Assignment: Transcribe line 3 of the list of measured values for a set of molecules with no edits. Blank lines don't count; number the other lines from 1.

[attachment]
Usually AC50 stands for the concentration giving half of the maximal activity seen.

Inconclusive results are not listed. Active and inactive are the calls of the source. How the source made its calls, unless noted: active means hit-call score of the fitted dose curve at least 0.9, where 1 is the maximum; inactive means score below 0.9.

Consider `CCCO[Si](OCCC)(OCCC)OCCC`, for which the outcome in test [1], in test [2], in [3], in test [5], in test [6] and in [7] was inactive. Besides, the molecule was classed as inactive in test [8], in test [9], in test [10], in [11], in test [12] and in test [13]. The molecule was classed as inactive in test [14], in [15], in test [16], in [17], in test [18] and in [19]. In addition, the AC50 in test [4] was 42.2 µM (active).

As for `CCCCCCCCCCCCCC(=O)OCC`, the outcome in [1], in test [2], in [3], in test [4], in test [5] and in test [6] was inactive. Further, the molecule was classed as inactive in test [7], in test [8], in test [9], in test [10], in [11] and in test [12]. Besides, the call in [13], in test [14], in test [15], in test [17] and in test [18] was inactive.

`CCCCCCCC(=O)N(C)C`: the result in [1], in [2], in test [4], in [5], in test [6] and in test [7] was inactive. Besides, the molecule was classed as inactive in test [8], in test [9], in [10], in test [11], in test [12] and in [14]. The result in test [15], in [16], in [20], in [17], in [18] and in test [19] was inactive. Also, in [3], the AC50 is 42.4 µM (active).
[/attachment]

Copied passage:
Consider `CCCO[Si](OCCC)(OCCC)OCCC`, for which the outcome in test [1], in test [2], in [3], in test [5], in test [6] and in [7] was inactive. Besides, the molecule was classed as inactive in test [8], in test [9], in test [10], in [11], in test [12] and in test [13]. The molecule was classed as inactive in test [14], in [15], in test [16], in [17], in test [18] and in [19]. In addition, the AC50 in test [4] was 42.2 µM (active).